Rot pots will be gracing Mission streets starting next week.
The district is dropping off one of these small green bins, along with an information flyer and magnet, at every home on its refuse collection route in an effort to divert garbage from the landfill.
The results of a pilot project last year involving 80 residences were so successful, the district is rolling out the program to the rest of the community this year.
Now, everyone can be a rotten potter.
The program is easy to use, said Alejandra Campos, who moved to Mission from Langley last year shortly before she and her family were asked to participate.
Campos was already an avid recycler and backyard composter, but now the task is even easier.
Whenever Campos is preparing meals or cleaning up afterwards, she takes out the small container from underneath the kitchen sink and deposits all food scraps and used napkins in it. The container usually sits on top of the counter, saving her multiple trips to the garbage can on the other side of the kitchen.
When the container is full, which happens about every two days, she empties it into the rot pot in the garage. Both bins are easy to carry and move around.
“It’s easy and convenient,” she said, explaining instead of putting the food scraps in the garbage can, it’s simply going into a different holder. Now she no longer worries about mixing the backyard composter, or rodents and wildlife that might be attracted to it.
She advises new users to line the rot pot with newspaper, and layer it with more to help absorb liquid, keep odours down, and make it easier to empty.
Campos sees the green bins throughout her neighbourhood on collection day and hopes the rest of the community will embrace the program too.
Mission’s environmental services manager, Mike Younie, expects every home in Mission to have a rot pot by the end of the month.
Waste audits continually show about 50 per cent of trash going into the landfill can be diverted. Food waste can be turned into a better product: compost, said Younie, adding food waste not only takes up valuable landfill space, it also creates methane, which is harmful to the environment.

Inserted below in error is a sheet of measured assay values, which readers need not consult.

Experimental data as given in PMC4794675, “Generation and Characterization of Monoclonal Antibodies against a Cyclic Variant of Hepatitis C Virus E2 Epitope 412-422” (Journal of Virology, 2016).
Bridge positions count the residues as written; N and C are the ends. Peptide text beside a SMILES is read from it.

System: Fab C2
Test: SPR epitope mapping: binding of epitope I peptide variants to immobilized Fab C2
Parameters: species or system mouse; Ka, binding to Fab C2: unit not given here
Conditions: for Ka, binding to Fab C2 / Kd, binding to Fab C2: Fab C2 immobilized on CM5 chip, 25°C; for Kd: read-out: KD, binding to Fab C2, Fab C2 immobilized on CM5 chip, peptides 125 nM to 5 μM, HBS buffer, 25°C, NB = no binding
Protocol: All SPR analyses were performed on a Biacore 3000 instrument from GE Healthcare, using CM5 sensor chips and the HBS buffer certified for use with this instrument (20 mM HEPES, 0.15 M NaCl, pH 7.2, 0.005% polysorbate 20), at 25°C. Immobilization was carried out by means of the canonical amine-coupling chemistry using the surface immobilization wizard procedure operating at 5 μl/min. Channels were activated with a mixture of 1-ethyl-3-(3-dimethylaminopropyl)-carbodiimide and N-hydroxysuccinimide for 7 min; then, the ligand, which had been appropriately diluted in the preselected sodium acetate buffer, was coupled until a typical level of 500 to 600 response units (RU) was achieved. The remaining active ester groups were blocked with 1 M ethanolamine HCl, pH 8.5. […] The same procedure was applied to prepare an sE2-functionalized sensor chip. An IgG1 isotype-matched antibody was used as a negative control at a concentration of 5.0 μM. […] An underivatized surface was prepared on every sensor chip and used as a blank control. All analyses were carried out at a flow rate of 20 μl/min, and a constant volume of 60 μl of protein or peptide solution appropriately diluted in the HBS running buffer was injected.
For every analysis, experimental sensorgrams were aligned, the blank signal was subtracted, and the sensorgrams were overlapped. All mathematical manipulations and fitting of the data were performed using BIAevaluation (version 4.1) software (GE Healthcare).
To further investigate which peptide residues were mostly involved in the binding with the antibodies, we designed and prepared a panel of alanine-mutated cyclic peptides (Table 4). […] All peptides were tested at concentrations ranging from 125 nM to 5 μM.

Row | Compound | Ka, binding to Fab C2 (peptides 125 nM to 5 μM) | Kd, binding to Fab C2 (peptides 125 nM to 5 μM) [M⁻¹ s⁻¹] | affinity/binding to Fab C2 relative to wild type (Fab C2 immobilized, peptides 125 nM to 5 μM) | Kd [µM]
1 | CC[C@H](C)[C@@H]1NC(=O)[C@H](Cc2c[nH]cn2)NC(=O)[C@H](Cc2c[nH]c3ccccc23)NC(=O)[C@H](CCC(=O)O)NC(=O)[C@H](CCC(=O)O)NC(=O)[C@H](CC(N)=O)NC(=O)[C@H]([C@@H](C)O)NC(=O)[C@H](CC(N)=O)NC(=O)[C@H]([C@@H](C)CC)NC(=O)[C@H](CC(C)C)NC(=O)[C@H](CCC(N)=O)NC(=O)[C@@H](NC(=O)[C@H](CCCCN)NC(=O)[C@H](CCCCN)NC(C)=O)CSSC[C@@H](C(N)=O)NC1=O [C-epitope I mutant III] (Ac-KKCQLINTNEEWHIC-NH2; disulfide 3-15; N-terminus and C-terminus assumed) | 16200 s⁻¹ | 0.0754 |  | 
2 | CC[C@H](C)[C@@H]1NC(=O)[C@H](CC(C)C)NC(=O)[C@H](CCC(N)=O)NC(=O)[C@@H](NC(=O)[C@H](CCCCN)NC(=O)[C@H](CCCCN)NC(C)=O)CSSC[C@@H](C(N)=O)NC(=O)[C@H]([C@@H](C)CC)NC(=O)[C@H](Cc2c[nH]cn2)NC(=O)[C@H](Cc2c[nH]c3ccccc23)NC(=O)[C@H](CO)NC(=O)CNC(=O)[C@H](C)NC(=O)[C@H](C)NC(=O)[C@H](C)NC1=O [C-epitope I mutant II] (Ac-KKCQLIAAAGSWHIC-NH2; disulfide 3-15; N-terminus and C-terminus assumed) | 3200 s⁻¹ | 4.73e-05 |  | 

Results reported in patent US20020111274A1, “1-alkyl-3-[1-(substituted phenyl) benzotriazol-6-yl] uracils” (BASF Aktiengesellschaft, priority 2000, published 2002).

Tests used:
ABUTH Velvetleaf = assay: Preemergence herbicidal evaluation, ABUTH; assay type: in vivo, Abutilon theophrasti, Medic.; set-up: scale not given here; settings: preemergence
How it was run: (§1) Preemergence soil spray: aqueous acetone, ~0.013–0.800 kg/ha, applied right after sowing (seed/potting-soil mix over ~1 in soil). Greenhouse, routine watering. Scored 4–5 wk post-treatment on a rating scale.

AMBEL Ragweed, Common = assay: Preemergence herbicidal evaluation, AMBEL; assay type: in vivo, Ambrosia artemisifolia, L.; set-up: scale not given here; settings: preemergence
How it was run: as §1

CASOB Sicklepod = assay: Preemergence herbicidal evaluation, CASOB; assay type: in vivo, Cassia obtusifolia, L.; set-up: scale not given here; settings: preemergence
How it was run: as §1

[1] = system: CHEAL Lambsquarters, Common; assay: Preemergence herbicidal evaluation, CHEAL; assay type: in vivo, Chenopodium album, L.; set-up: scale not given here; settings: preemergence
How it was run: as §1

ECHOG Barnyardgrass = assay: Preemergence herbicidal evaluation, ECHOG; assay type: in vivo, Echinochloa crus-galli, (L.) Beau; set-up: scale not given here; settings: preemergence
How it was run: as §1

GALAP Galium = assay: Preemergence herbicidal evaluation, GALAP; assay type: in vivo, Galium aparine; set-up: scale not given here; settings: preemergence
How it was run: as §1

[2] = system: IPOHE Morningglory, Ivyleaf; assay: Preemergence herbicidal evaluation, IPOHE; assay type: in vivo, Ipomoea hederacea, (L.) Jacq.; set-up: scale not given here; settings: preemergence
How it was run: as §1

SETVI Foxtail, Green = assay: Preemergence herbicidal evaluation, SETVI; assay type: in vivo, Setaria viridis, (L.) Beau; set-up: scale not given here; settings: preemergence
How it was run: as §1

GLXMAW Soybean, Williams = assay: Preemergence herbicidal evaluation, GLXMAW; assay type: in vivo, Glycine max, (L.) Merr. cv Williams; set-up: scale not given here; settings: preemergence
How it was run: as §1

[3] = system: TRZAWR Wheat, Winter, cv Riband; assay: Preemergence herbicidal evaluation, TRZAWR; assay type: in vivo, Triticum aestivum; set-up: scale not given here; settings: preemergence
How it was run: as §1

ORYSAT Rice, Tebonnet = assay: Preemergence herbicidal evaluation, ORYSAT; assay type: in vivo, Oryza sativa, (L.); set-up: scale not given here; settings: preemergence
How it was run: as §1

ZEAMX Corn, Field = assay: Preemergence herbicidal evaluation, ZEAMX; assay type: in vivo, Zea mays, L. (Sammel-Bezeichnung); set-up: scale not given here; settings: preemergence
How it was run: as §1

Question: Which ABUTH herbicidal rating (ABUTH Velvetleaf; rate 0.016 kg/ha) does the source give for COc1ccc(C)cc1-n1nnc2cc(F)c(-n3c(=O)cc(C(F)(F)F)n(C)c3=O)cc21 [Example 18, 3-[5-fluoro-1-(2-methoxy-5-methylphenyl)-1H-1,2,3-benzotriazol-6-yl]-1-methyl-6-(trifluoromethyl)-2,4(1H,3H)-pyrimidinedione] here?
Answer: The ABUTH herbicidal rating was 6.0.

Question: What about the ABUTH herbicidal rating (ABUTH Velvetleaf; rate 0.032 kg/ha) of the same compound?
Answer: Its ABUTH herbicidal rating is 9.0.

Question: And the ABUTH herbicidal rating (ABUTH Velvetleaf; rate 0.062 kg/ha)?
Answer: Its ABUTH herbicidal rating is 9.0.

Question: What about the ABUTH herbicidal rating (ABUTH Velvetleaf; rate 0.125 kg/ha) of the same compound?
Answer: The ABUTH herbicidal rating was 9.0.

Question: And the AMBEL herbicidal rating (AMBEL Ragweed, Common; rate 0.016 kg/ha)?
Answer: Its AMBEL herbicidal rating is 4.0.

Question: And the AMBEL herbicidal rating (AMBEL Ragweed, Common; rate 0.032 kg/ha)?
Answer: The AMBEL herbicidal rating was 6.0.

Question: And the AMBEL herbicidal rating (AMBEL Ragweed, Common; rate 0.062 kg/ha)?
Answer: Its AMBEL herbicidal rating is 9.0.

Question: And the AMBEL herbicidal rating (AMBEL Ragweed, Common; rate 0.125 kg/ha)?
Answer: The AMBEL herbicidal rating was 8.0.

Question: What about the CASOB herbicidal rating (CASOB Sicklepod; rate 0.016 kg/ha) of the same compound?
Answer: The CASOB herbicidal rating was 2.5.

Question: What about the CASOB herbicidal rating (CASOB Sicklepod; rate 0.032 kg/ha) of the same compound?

Up to 80 per cent of residents in the pilot project area still take part in the program, and have seen organics in their garbage reduced by 50 per cent, according to Younie.
The rot pot will complement backyard composting by collecting other organic waste, such as bones and moldy bread, and it is a good alternative for those without a compost heap.
Feed it anything that will rot, but don’t include plastics, styrofoam, glass or metal products.
The small green bins will be collected weekly and can even be put out if it’s not full, as the rot pot cannot exceed 20 kg in weight.
The bin isn’t bear-proof and should be stored inside in a secured area until collection day.
In the past, yard waste was collected and shipped to Abbotsford for composting, but now a new contractor will be handling the material at the local landfill.
Through upgrades to the landfill, there is now a one hectare space for the composting to take place, Younie explained.
Garbage has dropped about 40 per cent from two years ago because wood is being pulled out and recycled, and the cell at the landfill that was scheduled to close this year will continue to be operational for another year or two, he added.
Mission is one of the first municipalities in B.C. to undertake such a program.
We’ve been doing it for years, but haven’t been promoting it, said Younie. “We’re making huge strides in managing solid waste.”
Residents who don’t live within the curbside collection area can bring their food waste to the landfill for composting free of charge.
It is expected all Mission residents can pick up some free finished compost on special occasions throughout the year, as advertised by the district.
For more information about the program, visit www.mission.ca of call 604-820-3736.